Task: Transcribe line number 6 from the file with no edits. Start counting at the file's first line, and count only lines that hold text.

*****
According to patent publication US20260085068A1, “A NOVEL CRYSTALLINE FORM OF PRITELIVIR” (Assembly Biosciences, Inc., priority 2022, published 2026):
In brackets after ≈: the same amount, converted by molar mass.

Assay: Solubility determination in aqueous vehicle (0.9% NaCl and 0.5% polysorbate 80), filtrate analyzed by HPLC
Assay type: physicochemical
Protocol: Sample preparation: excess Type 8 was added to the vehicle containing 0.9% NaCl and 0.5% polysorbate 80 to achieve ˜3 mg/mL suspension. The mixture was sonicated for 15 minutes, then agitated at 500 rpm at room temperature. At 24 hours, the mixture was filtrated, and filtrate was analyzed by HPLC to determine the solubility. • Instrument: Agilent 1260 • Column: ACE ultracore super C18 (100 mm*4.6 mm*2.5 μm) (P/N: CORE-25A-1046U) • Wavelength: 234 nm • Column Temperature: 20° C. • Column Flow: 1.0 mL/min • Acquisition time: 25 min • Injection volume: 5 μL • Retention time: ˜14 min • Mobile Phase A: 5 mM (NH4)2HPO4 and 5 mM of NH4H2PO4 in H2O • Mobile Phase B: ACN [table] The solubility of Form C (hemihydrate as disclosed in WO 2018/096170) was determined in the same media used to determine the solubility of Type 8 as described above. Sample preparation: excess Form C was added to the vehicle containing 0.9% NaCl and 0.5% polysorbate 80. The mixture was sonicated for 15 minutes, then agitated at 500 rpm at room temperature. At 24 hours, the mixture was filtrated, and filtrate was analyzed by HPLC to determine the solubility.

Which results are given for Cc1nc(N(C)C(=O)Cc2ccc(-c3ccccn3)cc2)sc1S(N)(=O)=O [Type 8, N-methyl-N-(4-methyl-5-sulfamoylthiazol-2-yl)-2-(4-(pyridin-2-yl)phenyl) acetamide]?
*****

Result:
Which results are given for Cc1nc(N(C)C(=O)Cc2ccc(-c3ccccn3)cc2)sc1S(N)(=O)=O [Type 8, N-methyl-N-(4-methyl-5-sulfamoylthiazol-2-yl)-2-(4-(pyridin-2-yl)phenyl) acetamide]?